Example: Web browsers deciding you don’t really need a menu. NO. Every single time I do a fresh install of Internet Explorer, y’know the first thing I do? TURN THE MENU BACK ON. Because honestly, I can spare the narrow bar of space at the top of the screen that a menu occupies, I REALLY CAN, honest. Having it there and visible at all times is way less annoying than having to remember to hit the Alt key every time I want to do something.

And don’t think you’re off the hook either, Chrome. I’m not amused with you stuffing all the menu commands over onto that tiny icon over on the right. There’s no web page I visit on a daily basis, either in my day job or in my personal browsing, that has so much vital screen space that I can’t spare any for a menu I can easily find on a regular basis. On a mobile device, sure, it’s justified to hide the menu where the screen real estate actually matters. But on a desktop monitor, really, HONEST, we have enough space.

Example: Windows 8 not being consistent in its treatment of the classical Windows interface versus the new one. There are REASONS Microsoft is moving back towards that classical interface for Windows 10. Reasons involving enough users yelling, “No, dammit, WE WERE USING THAT.”

But when push comes to shove, what can you as a user do about examples like this?

Best thing I can suggest is, tell the companies in question. Send in customer feedback and tell them what things don’t work for you and why–though as I pointed out in the previous post, remember, the people that make these products are just people doing jobs, and they’re not out to make your life deliberately difficult.

Another thing you can do is to participate in usability testing. This is when companies have open testing sessions for people to come in and play around with new things, and offer feedback on what the experience of using them is like. This is different from my job, which is quality assurance. I come at it from the standpoint of engineering and making sure the thing works. Usability testing comes at it from the standpoint of the end user.

Yesterday, for example, we had a usability testing session here at Big Fish, and one of my teammates went to observe the process. He told me this morning that he found it humbling. An engineering team knows a product backwards and forwards. But when we see people who aren’t engineers having trouble with our babies, it’s a valuable and necessary reality check.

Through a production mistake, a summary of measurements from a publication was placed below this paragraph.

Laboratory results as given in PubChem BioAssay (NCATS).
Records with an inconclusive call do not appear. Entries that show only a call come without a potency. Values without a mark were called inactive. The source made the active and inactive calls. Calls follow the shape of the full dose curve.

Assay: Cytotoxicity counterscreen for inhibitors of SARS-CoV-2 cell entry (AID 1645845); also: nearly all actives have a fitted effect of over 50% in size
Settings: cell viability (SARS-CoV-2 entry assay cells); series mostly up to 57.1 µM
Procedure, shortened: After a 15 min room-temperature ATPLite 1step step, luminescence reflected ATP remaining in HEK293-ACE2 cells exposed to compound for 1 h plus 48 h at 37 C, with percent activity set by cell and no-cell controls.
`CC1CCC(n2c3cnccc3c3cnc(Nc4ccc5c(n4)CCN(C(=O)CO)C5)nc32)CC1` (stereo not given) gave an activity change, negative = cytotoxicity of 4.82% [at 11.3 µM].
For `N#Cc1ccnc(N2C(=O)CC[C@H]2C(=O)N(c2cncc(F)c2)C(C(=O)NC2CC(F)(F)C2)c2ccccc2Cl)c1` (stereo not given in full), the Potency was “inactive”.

If you’re an author, of course you want people to like your books. You want them to leave you good reviews and come away with a warm and fuzzy feeling of satisfaction and enjoyment. Same deal with software. An engineering team wants the users to have a good experience using the software they create. But that team needs to hear from the users what the actual experience is.

I Fight For the Users

I Fight For the Users

And hey, you can tell the Internet, too. Because yeah, a good rant IS cathartic. For us techies, too!


On why tech companies drop support for older software

A fellow Carina author has a blog post up today expressing her frustration over technology companies forcing people to upgrade even if they don’t want to–brought on in no small part by Microsoft dropping support for Windows XP. If you’re in tech, it’s worth a read, just as a reminder that a lot of end users of your product are NOT going to approach that product with the same mindset that you will.

But I did want to talk about one thing Janis has to say in that post, which is on the question of why Microsoft dropped support for XP.

Sure, software companies want to make money. They’re companies, after all. And in order to keep making money, they do have to keep developing new things. But any given team at any given software company has only so many people available to do that work. Developers have to write the code that actually creates the thing. The QA team has to test it. And this includes not only getting that thing finished and ready to sell, but also keeping track of any reported bugs, and releasing fixes for those as necessary.